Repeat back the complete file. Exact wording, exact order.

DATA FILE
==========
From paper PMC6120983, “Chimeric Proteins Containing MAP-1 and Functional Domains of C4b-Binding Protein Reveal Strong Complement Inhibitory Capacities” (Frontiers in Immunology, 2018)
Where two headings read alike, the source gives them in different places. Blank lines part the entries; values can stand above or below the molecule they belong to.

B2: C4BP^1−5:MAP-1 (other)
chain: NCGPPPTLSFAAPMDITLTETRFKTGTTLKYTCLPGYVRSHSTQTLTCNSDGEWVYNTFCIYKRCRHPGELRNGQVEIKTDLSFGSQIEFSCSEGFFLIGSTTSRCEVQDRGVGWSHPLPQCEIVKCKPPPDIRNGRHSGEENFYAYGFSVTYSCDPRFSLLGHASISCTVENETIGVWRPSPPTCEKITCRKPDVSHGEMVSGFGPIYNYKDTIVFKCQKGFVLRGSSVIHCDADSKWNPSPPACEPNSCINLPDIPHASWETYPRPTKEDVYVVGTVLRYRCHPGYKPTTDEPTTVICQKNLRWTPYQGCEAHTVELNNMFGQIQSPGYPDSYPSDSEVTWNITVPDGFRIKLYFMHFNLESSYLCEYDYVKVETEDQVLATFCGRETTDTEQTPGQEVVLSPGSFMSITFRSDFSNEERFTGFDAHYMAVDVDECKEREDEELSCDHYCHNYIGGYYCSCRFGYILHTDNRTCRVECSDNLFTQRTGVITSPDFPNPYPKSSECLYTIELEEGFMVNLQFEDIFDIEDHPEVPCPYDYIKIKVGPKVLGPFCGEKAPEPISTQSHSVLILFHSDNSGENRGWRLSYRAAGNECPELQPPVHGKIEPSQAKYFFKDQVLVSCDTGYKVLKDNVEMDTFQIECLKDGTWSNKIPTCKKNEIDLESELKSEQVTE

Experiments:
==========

From paper PMC6120983, “Chimeric Proteins Containing MAP-1 and Functional Domains of C4b-Binding Protein Reveal Strong Complement Inhibitory Capacities” (Frontiers in Immunology, 2018)
Where two headings read alike, the source gives them in different places. Blank lines part the entries; values can stand above or below the molecule they belong to.

B2: C4BP^1−5:MAP-1 (other)
chain: NCGPPPTLSFAAPMDITLTETRFKTGTTLKYTCLPGYVRSHSTQTLTCNSDGEWVYNTFCIYKRCRHPGELRNGQVEIKTDLSFGSQIEFSCSEGFFLIGSTTSRCEVQDRGVGWSHPLPQCEIVKCKPPPDIRNGRHSGEENFYAYGFSVTYSCDPRFSLLGHASISCTVENETIGVWRPSPPTCEKITCRKPDVSHGEMVSGFGPIYNYKDTIVFKCQKGFVLRGSSVIHCDADSKWNPSPPACEPNSCINLPDIPHASWETYPRPTKEDVYVVGTVLRYRCHPGYKPTTDEPTTVICQKNLRWTPYQGCEAHTVELNNMFGQIQSPGYPDSYPSDSEVTWNITVPDGFRIKLYFMHFNLESSYLCEYDYVKVETEDQVLATFCGRETTDTEQTPGQEVVLSPGSFMSITFRSDFSNEERFTGFDAHYMAVDVDECKEREDEELSCDHYCHNYIGGYYCSCRFGYILHTDNRTCRVECSDNLFTQRTGVITSPDFPNPYPKSSECLYTIELEEGFMVNLQFEDIFDIEDHPEVPCPYDYIKIKVGPKVLGPFCGEKAPEPISTQSHSVLILFHSDNSGENRGWRLSYRAAGNECPELQPPVHGKIEPSQAKYFFKDQVLVSCDTGYKVLKDNVEMDTFQIECLKDGTWSNKIPTCKKNEIDLESELKSEQVTE

Experiments: